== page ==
Teenager swept to death by sea during attempt to rescue friend

A TEENAGER died yesterday after he was caught by a rip current and swept out to sea off Whitby.

The 17-year-old youth is believed to have pulled himself clear of the water but returned to the sea to help one of his friends.

Emergency services received multiple calls about the incident from witnesses in the town which was busy with holidaymakers.

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The teenager and two female friends were using an inflatable dinghy when they got into difficulty at Whitby's West Pier, a spokeswoman for RNLI Lifeguards said.

The boy, who has not been named but is believed to be from the Tyneside area, used a ladder on the pier wall to get to safety but had gone back to help one of his friends when he got caught in the rip current.

North Yorkshire Police said his friends were two girls believed to be aged 16, also from the Tyneside area.

They were also injured in the incident and were taken to hospital for treatment for hypothermia.

The drama unfolded just before 1pm when Humber Coastguard received multiple 999 calls reporting that three teenagers were being swept out to sea near the West Pier.

Whitby Beach lifeguards went into the water to recover the youths and the coastguard sent Whitby Coastguard rescue team, Whitby RNLI inshore lifeboat and a rescue helicopter from RAF Leconfield to the scene.

RNLI lifeguard Josh Jones reached the water's edge on a quad bike and entered the water, he reached one of the girls first and secured her with a rescue tube so she could float.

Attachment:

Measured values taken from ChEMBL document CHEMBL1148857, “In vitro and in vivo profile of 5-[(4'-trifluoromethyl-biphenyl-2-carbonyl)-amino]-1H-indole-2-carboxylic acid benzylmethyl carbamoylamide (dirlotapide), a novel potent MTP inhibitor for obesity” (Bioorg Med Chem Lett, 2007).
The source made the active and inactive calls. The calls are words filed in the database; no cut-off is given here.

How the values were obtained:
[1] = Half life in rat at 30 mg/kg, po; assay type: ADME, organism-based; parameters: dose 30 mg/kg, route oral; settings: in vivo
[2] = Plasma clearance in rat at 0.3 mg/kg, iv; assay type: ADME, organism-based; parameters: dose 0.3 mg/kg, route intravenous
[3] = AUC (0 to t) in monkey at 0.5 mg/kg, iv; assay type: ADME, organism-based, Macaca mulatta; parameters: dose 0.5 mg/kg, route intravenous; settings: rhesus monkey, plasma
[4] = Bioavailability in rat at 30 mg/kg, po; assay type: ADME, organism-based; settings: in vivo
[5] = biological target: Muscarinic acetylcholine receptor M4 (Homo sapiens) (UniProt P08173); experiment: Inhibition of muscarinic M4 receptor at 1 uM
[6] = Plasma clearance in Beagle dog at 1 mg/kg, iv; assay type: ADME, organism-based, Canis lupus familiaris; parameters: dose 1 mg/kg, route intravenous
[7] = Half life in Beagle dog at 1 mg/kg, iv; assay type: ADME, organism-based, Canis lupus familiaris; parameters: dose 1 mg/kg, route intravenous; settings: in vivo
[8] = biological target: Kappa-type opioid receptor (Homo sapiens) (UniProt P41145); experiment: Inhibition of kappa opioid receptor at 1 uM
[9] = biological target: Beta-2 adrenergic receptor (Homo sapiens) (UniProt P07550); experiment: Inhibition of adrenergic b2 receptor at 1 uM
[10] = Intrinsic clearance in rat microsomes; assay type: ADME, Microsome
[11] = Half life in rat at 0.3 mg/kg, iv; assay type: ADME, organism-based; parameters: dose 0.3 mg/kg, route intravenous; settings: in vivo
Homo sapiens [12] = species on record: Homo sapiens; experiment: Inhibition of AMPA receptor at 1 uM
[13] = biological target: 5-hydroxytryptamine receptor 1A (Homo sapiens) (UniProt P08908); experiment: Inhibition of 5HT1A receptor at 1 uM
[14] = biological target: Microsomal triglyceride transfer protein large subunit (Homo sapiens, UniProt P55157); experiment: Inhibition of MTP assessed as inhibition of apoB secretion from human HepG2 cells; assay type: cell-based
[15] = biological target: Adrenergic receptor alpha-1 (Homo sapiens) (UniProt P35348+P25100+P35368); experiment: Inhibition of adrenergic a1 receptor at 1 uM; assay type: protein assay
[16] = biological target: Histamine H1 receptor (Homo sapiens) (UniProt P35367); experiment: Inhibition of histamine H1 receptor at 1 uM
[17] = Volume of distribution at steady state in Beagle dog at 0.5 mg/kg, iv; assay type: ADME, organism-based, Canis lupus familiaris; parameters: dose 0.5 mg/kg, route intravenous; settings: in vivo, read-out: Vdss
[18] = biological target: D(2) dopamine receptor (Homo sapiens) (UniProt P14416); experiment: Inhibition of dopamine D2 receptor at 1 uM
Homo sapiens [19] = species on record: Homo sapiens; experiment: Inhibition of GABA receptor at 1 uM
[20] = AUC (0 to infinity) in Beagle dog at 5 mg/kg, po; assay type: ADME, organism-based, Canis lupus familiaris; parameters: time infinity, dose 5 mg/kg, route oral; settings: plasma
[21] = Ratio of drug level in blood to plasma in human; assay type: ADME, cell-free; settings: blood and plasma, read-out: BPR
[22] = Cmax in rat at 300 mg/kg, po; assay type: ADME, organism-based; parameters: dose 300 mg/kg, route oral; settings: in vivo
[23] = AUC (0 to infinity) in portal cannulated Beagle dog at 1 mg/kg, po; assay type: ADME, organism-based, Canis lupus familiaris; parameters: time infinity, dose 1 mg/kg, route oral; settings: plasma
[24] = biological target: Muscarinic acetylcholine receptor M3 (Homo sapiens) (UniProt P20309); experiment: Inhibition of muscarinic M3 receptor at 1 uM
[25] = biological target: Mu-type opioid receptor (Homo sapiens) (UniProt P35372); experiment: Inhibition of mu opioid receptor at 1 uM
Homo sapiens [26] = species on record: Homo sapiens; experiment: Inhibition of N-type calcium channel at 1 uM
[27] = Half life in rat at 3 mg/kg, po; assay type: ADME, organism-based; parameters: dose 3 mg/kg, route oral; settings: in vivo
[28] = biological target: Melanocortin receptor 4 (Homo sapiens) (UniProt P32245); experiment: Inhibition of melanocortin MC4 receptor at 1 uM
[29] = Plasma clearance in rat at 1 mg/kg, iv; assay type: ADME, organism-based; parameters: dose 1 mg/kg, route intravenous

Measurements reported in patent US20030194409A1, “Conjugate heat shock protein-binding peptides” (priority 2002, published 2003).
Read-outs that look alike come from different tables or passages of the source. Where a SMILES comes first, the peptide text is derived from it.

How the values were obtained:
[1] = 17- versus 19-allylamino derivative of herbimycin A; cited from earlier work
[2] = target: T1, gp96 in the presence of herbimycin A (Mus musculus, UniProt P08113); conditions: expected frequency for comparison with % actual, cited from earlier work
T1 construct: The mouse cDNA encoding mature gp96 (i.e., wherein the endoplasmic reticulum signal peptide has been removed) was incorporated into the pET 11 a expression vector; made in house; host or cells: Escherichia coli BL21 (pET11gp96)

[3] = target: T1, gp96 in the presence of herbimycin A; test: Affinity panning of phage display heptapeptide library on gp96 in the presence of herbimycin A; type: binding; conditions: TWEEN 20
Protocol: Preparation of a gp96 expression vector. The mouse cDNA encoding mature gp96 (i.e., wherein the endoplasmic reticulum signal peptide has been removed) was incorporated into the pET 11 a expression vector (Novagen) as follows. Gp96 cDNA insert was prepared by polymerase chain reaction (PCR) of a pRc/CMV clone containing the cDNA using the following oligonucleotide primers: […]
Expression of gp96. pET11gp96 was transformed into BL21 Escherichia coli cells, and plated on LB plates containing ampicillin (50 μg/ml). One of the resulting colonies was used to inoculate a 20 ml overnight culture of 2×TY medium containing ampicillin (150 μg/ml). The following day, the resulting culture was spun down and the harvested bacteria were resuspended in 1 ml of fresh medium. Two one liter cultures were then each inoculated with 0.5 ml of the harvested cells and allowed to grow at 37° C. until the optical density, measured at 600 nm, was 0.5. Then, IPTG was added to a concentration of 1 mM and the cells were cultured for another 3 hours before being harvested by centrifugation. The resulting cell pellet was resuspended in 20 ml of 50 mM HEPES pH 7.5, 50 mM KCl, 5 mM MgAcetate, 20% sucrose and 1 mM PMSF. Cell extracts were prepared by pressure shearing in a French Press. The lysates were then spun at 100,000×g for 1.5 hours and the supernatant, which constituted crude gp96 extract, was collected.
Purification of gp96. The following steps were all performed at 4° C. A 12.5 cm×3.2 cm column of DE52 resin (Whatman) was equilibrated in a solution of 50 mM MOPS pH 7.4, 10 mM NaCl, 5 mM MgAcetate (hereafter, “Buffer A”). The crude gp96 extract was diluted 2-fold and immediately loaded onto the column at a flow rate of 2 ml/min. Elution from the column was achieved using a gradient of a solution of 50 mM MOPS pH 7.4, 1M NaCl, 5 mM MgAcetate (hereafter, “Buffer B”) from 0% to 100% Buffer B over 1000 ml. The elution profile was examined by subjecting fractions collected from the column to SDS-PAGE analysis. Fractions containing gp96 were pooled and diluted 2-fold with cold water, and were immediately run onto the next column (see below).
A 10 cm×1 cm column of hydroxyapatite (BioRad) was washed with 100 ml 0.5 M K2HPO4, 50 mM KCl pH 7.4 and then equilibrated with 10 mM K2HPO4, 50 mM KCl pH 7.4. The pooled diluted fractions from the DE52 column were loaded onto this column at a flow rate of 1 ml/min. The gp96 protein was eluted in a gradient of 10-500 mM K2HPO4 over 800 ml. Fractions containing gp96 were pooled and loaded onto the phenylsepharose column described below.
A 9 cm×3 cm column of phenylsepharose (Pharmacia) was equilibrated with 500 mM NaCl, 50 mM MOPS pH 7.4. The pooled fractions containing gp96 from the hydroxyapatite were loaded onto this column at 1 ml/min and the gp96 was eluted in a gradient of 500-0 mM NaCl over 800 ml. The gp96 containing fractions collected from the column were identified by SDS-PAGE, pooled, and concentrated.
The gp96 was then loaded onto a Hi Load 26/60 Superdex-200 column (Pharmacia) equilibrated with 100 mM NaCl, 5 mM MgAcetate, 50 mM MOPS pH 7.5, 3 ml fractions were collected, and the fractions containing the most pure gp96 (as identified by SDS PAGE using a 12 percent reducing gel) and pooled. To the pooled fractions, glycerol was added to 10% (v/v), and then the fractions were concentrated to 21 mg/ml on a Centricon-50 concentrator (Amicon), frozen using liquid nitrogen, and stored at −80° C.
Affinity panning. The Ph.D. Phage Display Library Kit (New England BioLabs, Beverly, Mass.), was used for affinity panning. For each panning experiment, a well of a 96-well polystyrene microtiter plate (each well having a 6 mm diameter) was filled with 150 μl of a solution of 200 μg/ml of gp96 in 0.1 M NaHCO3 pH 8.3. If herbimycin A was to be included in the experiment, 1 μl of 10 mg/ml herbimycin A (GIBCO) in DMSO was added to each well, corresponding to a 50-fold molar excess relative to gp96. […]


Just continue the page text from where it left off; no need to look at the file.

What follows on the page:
Megan Ellis, another lifeguard, took the girl to shore while Mr Jones went further out into the water to reach the boy, who was unconscious.

He kept him afloat until the inshore lifeboat crew reached them and recovered them both into the lifeboat.

The youngster was given emergency resuscitation in the lifeboat until a rescue helicopter arrived and transferred him to Scarborough Hospital.

He was pronounced dead a short time later.

The second girl is thought to have made it to the shore unaided, the RNLI Lifeguards spokeswoman said. Both she and the other girl were taken to the same hospital when the rescue helicopter returned to the beach and their injuries are not thought to be life threatening.

Both were conscious but were very cold and had swallowed a lot of salt water, prompting concerns they had secondary drowning where water enters the lungs. If untreated, drowning can occur several hours later as the water affects breathing.

Katie Gellatly, Humber Coastguard watch officer, warned of the dangers of swimming in the sea.

She said: "This incident reminds us all of the hidden dangers present when swimming at the beach, and we would urge all members of the public visiting the coast to use lifeguarded beaches where possible, and take note of any signs or flags that show which areas are safe to bathe in."

Hilary Jones, Scarborough Borough Council's strategic director, added: "We are shocked to hear of this tragic incident and our thoughts go out to the family of the young boy who lost his life and the other two teenagers involved."